After examining programs in other schools that teach Grade One students half the time in English and the other half in French, Chisasibi school principal Françoise Baril wondered if the same could be done with a Cree/second-language program.

Baril said she was approached by the Chisasibi parents to see if there was an alternative to the Cree Language Instruction Program (CLIP) because though students progress well in Cree, often their second-language skills remain one to two grades below the level they should be at.

With knowledge that this kind of programming had been successful in producing perfectly bilingual students by the time they reached Grade Three with French/English programs in other schools in Quebec, Chisasibi’s James Bay Eeyou School decided to embark on its own 50/50 program. This happened with over 80% support from the parents in the community whose children were in Grade One.

In September 2009, the 50/50 pilot project was launched that saw the school break down its Grade One students into five groups – two of Cree/English, two of Cree/French and one of CLIP. For those students who remained in CLIP, second-language instruction stayed at the pedagogical regime standard of six second-language periods per 36 periods. Only the students who entered Grade One in September 2009 are part of this pilot project however and the student’s language skills are tested twice annually to mark their progress at the request of the Council of Commissioners for the Cree School Board.

“In terms of the 50/50, half of the periods are taught in French by the French teacher or English by the English teacher and the other half by the Cree teacher. So, the teachers work together,” said Baril.

Explaining how the program works, Baril said the second-language teacher and the Cree teacher essentially switch off from period to period or each take half a day so that some of the courses, such as math, are taught in the second-language because the terminology is more applicable to that subject. When the Cree language teacher takes over, the main focus is Cree language but the teacher might also refer back to what was taught previously in the second language to reinforce the student’s comprehension in both languages.

In December 2009, all of the student’s language skills were tested to see if those in the 50/50 program’s mother tongue remained as strong as the CLIP students or if they were scoring below or above the mark.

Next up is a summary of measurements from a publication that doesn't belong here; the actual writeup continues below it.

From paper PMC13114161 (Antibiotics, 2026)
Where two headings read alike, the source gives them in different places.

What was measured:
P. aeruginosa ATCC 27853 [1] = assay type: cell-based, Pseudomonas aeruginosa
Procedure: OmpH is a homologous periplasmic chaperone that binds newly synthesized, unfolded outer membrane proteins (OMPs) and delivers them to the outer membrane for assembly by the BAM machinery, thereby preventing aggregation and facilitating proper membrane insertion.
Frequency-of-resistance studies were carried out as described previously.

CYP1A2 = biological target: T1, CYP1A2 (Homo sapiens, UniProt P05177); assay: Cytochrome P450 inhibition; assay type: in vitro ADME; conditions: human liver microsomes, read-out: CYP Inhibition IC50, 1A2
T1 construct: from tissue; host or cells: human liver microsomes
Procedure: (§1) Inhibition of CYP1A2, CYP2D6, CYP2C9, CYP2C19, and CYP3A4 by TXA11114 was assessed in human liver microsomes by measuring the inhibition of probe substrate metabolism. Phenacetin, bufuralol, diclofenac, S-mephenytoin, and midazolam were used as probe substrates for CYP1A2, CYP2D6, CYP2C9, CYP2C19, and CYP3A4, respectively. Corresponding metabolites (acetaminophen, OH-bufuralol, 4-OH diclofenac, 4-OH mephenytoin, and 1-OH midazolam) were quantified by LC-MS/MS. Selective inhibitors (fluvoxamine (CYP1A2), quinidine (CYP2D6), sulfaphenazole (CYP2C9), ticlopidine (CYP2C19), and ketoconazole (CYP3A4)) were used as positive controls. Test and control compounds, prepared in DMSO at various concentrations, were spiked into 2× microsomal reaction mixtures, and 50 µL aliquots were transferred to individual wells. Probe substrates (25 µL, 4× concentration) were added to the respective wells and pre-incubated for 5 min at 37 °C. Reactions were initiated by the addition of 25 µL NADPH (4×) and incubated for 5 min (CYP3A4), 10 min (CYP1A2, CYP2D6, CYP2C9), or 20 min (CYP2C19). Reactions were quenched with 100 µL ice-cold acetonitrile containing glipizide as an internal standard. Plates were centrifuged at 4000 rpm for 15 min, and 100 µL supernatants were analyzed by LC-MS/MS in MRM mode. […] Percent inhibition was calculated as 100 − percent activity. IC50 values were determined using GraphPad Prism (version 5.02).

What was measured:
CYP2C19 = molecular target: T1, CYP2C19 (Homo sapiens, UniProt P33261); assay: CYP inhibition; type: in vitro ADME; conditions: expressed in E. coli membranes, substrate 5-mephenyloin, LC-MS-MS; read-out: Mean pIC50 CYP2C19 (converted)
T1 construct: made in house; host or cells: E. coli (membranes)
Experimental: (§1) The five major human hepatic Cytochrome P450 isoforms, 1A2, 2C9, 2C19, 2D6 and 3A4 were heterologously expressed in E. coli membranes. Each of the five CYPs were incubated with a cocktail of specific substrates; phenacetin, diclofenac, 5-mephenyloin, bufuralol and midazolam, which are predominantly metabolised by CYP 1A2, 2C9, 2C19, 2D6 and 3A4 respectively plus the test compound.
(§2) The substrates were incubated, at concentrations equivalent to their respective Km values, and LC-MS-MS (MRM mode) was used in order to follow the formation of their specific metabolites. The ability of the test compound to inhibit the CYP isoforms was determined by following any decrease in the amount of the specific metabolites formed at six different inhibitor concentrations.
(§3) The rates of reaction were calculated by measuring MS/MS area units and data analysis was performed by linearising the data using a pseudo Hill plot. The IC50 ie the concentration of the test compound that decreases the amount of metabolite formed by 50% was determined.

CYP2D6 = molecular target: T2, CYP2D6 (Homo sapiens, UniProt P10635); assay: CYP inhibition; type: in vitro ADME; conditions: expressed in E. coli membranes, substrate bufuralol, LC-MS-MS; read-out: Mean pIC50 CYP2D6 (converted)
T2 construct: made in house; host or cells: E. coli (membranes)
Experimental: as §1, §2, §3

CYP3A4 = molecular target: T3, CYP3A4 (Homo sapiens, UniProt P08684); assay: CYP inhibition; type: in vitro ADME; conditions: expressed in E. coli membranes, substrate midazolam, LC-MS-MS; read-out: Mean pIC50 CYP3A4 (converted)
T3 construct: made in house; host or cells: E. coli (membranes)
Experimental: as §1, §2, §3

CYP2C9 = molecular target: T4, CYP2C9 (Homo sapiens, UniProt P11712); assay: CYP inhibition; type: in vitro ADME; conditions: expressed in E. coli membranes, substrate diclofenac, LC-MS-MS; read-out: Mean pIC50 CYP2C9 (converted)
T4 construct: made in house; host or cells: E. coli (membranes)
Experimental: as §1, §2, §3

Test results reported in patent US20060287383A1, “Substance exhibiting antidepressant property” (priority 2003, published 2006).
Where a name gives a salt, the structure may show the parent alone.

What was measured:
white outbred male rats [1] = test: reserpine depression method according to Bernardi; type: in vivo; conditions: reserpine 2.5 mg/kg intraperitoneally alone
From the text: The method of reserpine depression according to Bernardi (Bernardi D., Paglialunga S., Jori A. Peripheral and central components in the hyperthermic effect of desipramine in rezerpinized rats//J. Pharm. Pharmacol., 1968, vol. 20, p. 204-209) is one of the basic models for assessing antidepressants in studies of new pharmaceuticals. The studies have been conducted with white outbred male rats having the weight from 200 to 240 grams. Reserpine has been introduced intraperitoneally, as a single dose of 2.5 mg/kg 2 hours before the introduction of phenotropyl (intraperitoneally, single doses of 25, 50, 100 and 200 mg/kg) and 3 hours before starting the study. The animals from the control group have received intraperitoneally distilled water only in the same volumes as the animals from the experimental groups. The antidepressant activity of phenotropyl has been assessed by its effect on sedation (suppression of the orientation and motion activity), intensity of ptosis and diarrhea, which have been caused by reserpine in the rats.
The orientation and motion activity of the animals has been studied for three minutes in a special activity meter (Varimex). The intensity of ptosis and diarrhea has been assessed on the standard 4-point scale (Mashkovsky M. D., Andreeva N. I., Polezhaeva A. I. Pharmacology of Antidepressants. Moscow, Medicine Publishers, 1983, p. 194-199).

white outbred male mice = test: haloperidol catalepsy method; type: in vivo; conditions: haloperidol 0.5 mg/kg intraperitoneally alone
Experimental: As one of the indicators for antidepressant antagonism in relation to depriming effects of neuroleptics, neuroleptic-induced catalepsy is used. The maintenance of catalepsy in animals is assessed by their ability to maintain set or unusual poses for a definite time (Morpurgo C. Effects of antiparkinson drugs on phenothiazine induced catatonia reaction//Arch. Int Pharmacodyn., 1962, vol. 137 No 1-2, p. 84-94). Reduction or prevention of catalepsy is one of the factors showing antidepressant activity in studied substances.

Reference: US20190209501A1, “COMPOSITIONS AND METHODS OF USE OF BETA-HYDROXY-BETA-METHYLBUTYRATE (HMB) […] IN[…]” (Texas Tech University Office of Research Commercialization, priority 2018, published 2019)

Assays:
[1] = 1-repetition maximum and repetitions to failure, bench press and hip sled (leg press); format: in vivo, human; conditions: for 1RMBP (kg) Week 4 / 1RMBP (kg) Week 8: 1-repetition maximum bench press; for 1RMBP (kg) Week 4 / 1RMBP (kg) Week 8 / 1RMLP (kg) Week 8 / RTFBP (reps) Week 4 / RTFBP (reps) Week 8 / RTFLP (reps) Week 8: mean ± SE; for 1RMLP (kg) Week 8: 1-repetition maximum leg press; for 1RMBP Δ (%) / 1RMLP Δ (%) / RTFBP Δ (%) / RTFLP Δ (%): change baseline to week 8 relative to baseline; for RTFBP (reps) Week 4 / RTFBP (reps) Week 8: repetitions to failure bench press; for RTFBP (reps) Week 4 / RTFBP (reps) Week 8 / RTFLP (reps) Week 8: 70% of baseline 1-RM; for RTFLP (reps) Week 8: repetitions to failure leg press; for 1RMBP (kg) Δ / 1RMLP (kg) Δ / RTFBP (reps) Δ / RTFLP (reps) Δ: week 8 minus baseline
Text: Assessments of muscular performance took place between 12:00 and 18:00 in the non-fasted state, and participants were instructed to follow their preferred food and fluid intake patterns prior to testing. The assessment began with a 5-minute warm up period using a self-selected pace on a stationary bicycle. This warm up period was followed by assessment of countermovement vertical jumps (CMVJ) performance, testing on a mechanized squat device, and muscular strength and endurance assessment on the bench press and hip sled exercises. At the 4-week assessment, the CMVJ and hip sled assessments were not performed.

“Cree has to remain strong. The second language is almost a given as they get so much more time in the second-language pilot that naturally they would do better. But the real thing is in Cree and what we have seen is that with students in the 50/50 pilot is that the transition of their knowledge is so much stronger,” said Baril.

The parents of the children involved in the pilot are also showing enthusiasm for the project. Back in June, local radio host Pauline Matthew interviewed a panel of parents whose children had been in the program for an entire school year and they were beaming about the results they had seen.

“When I first heard about the 50/50, I knew I had to put my child in this project. I was surprised to see how fast my child was learning in the first term. There’s a big difference with what my daughter is learning now and what my older daughters who were in the Clip learned. I think the 50/50 is more advanced. They learn so much more in there,” said Rebecca Matches

“I like it, I’m enthusiastic about it. The students are doing good,” said Christine Sam.

“They learn Cree as well. Cree language doesn’t leave them,” said Christina Spencer.

Baril said the school was unable to test the students at the end of the school year in June due to student absences, however these students are currently having their language skills tested and will be again in December as well as at the end of this school year. The expectation is that those in the 50/50 program might actually have stronger skills in both Cree and the second language and that their literacy rates might actually be higher.

“So far they are stronger. I had students in the 50/50 pilot reading short texts to me and singing me songs this past November. There were big words on the board one day and this little girl came up to me just being curious and they were showing me what they had been doing as a group. When I asked her to read the big words to me she read them and said this is ‘humongous’ and I asked her what it meant and she smiled enthusiastically and said really, really big.”

Though the official results of this program will not be known until next year, so far the pilot is showing results.